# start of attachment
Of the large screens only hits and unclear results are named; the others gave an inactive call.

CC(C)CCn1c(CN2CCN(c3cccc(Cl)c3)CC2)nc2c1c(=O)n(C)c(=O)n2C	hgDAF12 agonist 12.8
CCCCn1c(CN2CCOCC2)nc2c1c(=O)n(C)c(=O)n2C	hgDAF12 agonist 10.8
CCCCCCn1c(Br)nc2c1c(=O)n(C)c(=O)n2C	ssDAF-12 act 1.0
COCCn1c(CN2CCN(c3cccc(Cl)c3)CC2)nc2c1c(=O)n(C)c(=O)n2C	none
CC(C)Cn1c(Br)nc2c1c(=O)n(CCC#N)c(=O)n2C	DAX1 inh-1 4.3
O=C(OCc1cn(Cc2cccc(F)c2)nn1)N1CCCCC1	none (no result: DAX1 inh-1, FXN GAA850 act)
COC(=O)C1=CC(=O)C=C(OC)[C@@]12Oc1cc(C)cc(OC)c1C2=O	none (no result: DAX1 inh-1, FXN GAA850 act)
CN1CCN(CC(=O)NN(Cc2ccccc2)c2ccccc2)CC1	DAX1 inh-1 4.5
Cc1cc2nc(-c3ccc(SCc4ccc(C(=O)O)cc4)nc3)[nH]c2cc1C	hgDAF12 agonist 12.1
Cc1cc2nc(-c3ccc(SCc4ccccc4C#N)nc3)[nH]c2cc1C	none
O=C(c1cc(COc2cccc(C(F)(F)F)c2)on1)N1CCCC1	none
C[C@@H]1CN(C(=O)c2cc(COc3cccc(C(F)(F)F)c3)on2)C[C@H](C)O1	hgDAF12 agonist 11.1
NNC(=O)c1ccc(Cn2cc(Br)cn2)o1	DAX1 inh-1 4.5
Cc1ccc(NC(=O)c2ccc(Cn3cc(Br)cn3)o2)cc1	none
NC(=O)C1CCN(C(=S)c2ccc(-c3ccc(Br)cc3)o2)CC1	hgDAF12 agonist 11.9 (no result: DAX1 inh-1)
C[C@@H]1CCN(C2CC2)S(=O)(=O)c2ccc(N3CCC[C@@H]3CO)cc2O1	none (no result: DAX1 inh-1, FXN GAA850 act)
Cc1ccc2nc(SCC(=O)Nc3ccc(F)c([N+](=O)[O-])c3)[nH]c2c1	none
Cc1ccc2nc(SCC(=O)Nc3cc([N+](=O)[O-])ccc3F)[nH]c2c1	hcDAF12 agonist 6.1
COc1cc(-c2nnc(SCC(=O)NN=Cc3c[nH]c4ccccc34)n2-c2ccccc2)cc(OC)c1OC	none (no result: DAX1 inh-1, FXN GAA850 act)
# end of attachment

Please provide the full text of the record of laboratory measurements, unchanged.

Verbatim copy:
Of the large screens only hits and unclear results are named; the others gave an inactive call.

CC(C)CCn1c(CN2CCN(c3cccc(Cl)c3)CC2)nc2c1c(=O)n(C)c(=O)n2C	hgDAF12 agonist 12.8
CCCCn1c(CN2CCOCC2)nc2c1c(=O)n(C)c(=O)n2C	hgDAF12 agonist 10.8
CCCCCCn1c(Br)nc2c1c(=O)n(C)c(=O)n2C	ssDAF-12 act 1.0
COCCn1c(CN2CCN(c3cccc(Cl)c3)CC2)nc2c1c(=O)n(C)c(=O)n2C	none
CC(C)Cn1c(Br)nc2c1c(=O)n(CCC#N)c(=O)n2C	DAX1 inh-1 4.3
O=C(OCc1cn(Cc2cccc(F)c2)nn1)N1CCCCC1	none (no result: DAX1 inh-1, FXN GAA850 act)
COC(=O)C1=CC(=O)C=C(OC)[C@@]12Oc1cc(C)cc(OC)c1C2=O	none (no result: DAX1 inh-1, FXN GAA850 act)
CN1CCN(CC(=O)NN(Cc2ccccc2)c2ccccc2)CC1	DAX1 inh-1 4.5
Cc1cc2nc(-c3ccc(SCc4ccc(C(=O)O)cc4)nc3)[nH]c2cc1C	hgDAF12 agonist 12.1
Cc1cc2nc(-c3ccc(SCc4ccccc4C#N)nc3)[nH]c2cc1C	none
O=C(c1cc(COc2cccc(C(F)(F)F)c2)on1)N1CCCC1	none
C[C@@H]1CN(C(=O)c2cc(COc3cccc(C(F)(F)F)c3)on2)C[C@H](C)O1	hgDAF12 agonist 11.1
NNC(=O)c1ccc(Cn2cc(Br)cn2)o1	DAX1 inh-1 4.5
Cc1ccc(NC(=O)c2ccc(Cn3cc(Br)cn3)o2)cc1	none
NC(=O)C1CCN(C(=S)c2ccc(-c3ccc(Br)cc3)o2)CC1	hgDAF12 agonist 11.9 (no result: DAX1 inh-1)
C[C@@H]1CCN(C2CC2)S(=O)(=O)c2ccc(N3CCC[C@@H]3CO)cc2O1	none (no result: DAX1 inh-1, FXN GAA850 act)
Cc1ccc2nc(SCC(=O)Nc3ccc(F)c([N+](=O)[O-])c3)[nH]c2c1	none
Cc1ccc2nc(SCC(=O)Nc3cc([N+](=O)[O-])ccc3F)[nH]c2c1	hcDAF12 agonist 6.1
COc1cc(-c2nnc(SCC(=O)NN=Cc3c[nH]c4ccccc34)n2-c2ccccc2)cc(OC)c1OC	none (no result: DAX1 inh-1, FXN GAA850 act)